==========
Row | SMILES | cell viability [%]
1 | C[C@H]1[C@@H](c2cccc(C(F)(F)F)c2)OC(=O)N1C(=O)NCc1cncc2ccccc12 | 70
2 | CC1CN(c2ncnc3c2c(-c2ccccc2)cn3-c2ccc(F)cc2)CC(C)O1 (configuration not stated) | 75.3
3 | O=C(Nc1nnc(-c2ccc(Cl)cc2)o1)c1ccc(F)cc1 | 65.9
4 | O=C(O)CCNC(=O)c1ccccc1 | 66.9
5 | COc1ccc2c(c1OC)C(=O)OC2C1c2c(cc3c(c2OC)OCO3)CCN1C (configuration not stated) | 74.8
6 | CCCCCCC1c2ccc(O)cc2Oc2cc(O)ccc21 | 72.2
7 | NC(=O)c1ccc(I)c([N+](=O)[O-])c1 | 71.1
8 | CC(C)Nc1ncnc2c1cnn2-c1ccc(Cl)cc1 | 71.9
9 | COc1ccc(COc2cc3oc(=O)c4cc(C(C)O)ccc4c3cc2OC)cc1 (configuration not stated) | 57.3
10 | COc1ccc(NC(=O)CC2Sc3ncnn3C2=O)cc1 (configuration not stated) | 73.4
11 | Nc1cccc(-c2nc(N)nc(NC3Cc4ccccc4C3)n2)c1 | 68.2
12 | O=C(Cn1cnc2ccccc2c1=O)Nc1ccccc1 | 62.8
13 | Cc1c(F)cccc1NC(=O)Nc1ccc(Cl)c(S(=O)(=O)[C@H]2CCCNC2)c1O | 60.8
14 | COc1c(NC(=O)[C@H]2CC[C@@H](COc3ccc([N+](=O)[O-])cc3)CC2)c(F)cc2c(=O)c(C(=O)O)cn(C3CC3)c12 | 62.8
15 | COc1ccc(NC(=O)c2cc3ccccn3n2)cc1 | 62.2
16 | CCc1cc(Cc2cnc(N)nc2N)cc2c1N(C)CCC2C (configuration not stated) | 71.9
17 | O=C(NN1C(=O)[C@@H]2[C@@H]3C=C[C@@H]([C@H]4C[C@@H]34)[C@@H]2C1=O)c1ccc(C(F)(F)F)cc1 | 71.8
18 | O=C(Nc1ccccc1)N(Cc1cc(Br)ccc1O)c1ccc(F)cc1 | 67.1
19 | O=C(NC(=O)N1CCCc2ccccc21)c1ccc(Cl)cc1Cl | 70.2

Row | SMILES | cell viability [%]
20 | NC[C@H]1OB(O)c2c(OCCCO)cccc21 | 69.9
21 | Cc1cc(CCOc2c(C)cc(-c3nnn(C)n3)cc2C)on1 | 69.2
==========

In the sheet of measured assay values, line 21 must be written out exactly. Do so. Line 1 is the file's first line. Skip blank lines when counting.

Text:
Row | SMILES | cell viability [%]